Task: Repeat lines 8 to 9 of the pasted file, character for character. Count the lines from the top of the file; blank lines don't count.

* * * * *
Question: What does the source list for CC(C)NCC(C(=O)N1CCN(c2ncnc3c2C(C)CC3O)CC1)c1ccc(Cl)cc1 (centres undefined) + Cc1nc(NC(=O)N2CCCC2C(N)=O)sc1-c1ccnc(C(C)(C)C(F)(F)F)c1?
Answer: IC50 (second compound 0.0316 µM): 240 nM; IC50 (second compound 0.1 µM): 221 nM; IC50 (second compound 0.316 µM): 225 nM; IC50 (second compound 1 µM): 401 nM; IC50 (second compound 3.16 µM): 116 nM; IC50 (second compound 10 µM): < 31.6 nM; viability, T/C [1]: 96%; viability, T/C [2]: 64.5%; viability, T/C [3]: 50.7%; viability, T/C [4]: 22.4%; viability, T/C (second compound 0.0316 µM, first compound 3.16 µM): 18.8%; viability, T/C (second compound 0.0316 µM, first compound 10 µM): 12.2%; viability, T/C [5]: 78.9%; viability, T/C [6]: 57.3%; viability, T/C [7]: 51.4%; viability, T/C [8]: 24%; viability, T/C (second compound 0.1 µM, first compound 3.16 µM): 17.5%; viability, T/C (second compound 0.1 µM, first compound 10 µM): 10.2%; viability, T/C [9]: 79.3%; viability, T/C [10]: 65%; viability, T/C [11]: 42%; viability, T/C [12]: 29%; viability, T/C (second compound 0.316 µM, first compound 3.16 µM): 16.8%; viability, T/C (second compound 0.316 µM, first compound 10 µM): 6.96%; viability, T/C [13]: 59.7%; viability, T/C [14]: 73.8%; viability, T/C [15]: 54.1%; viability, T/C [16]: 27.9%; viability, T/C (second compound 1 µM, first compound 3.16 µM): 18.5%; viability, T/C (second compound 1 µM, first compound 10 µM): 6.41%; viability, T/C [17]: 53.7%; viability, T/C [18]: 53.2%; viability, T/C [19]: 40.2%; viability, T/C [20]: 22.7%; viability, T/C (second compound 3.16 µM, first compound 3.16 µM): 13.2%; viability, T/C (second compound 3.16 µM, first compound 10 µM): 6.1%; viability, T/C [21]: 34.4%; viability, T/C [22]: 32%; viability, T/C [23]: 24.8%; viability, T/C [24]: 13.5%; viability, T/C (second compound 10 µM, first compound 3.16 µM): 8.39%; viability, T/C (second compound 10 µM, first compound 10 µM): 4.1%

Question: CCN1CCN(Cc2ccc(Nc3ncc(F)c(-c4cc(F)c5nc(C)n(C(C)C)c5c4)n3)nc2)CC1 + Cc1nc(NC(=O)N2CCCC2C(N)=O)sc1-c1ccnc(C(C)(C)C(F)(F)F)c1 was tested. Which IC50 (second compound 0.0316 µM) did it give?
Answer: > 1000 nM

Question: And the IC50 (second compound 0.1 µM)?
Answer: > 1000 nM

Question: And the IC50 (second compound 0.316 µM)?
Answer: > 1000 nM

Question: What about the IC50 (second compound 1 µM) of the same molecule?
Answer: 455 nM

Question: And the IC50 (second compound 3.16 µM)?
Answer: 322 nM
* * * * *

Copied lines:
Answer: > 1000 nM

Question: What about the IC50 (second compound 1 µM) of the same molecule?